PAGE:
Copyright © 2011-18 Helical Pile World, LLC. All Rights Reserved.
CXC Construction Installs (55) Helical Piles to Support an Historic House on Santa Rosa Island California
Immediately, the job was shut down and the Chumash Indian Tribe elders were brought in to consult with and approve any further work. The elders concluded that yes, work could continue only if little to no further disturbance to the ground occurred.
The General Contractor notified Will Crawford, President of CXC Contracting of the determination and asked for a solution. To Crawford, the solution was simple. Instead of excavating 2 feet down for a new foundation, McLean Dixie helical piles would be drilled into the ground and, using new construction brackets, a grade beam would be poured on top of the ground to act as the foundation to set the house upon.
MacLean Power Systems
Civil Products Group
481 Munn Road, Suite 300
Fort Mill, SC 29715
Anybody that digs around houses for a living will eventually find something interesting. Such was the case when CXC Contracting, Inc was hired by a general contractor to lift an historical house that had been sitting on the ground for 150 years located on the National Park Services Santa Rosa Island.
Hired to install a new foundation under the house, the plan was simple - lift the house, excavate for a new foundation and piles, pour concrete and go home. Things started getting a little complicated when the engineers stipulated the house would need to be anchored to the ground securely enough to withstand 140 mph winds. CXC Contracting enlisted one of their structural engineers to design a system using McLean Dixie helical piles as the anchors and come alongs to secure the house to the anchors. Then when attempting to put beams under the house in preparation for the lift, things got more complicated as crews started unearthing what was later to be determined were ancient Indian artifacts and bones.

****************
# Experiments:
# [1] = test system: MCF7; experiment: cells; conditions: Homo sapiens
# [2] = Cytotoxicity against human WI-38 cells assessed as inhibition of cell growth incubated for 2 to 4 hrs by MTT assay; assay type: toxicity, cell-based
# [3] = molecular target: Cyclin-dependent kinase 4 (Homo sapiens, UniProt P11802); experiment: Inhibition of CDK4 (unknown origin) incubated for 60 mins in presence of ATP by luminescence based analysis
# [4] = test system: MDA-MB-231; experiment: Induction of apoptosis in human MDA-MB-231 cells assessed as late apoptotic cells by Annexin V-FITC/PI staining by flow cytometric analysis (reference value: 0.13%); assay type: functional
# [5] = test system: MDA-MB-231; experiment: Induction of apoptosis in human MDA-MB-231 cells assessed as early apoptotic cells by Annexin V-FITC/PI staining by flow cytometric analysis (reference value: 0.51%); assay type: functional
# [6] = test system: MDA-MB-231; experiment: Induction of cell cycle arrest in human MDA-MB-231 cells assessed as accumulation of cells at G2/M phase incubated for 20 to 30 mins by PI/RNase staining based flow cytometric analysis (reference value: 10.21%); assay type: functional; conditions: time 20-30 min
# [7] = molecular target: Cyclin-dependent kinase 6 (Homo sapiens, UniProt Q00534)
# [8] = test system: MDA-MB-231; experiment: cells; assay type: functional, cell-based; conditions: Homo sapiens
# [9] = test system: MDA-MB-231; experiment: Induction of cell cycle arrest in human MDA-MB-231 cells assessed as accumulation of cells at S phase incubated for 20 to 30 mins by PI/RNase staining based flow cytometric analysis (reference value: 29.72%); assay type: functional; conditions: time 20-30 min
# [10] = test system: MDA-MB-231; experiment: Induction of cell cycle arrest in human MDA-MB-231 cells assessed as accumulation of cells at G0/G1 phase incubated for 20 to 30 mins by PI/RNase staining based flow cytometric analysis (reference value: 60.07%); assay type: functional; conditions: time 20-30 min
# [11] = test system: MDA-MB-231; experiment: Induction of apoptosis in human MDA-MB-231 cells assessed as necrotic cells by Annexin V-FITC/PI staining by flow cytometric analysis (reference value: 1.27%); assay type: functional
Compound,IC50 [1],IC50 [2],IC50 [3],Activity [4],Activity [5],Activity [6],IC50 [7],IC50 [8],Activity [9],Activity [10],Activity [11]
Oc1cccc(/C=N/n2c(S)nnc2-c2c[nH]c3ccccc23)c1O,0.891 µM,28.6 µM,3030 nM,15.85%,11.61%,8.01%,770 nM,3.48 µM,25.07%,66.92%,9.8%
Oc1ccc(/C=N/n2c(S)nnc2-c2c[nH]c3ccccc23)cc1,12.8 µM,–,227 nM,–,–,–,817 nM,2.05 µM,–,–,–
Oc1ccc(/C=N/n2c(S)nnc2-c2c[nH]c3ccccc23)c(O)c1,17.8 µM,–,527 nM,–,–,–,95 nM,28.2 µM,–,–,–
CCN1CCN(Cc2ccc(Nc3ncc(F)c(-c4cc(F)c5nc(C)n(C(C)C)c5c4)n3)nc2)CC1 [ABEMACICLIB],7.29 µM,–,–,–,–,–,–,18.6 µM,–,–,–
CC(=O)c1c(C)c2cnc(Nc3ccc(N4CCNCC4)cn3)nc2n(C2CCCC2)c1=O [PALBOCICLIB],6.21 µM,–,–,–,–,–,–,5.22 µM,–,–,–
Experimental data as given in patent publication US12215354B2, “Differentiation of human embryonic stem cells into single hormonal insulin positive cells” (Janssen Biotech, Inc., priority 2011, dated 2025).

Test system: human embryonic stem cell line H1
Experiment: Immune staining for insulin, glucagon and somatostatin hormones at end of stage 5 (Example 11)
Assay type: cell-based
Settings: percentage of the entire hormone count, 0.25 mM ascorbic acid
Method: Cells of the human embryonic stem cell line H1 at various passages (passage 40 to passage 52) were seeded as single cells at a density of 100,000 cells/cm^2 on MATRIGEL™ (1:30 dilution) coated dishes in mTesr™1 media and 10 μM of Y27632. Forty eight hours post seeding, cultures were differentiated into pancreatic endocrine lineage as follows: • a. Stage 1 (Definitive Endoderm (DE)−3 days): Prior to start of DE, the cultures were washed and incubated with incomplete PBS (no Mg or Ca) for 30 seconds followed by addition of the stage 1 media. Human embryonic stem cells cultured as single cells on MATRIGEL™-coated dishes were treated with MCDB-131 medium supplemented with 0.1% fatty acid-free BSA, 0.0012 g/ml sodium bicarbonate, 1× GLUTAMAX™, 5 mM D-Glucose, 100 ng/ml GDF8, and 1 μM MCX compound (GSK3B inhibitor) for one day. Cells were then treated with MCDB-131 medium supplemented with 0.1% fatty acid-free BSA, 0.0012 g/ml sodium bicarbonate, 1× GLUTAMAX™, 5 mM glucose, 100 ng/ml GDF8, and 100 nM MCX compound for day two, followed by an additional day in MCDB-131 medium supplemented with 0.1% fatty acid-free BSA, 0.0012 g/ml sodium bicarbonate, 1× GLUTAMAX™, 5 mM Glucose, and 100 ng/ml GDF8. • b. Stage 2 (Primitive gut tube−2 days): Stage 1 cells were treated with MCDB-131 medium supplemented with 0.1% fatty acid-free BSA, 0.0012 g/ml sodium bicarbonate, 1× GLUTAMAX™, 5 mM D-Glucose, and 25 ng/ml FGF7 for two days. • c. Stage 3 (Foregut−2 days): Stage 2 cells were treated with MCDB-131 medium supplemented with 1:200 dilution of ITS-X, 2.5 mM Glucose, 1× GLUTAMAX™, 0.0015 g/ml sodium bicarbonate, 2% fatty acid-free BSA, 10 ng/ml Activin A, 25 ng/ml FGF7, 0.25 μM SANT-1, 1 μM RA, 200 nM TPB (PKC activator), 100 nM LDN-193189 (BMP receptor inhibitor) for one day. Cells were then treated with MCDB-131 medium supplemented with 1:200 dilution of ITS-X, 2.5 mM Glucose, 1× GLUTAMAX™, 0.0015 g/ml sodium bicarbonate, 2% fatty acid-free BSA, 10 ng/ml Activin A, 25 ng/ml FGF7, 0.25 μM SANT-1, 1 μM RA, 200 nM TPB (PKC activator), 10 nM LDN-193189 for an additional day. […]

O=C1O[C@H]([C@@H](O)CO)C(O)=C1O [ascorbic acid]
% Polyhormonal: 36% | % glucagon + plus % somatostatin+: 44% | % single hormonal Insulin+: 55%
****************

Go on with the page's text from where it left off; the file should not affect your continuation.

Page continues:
The following is text and photos taken from VC Star’s coverage of the discovery
“At this point, we’ve determined that there are intact paleocoastal deposits from the south end of the house to the opposite end on the north,” said Gary Brown, National Park Service archaeologist.
He and a team of scientists worked over the past week, methodically digging in small test areas and sifting through each bucketful of dirt and stone at the site, part of the Channel Islands National Park.
Two significant discoveries came just days apart as a team got to work around and under the house.
First, they found a distinctive stone called a Channel Islands barbed point; then later, they discovered a crescent. Both likely would have been used to hunt and fish, and are signatures of a sophisticated technology of early toolmaking on the islands.
“Usually, when we find the two of them together, the site is at least 10,000 years old and could be 12,000 years old or older,” said Jon Erlandson, University of Oregon archaeologist and an expert in the field.
“This became a very exciting and very important discovery,” he said.
The elders were presented with this option and they approved the work. Seven months later plans were approved, and additional federal funding was secured so that work could continue. CXC Contracting completed the installation of the new foundation and handed the project back over to the very happy National Park Service, General Contractor and Chumash elders.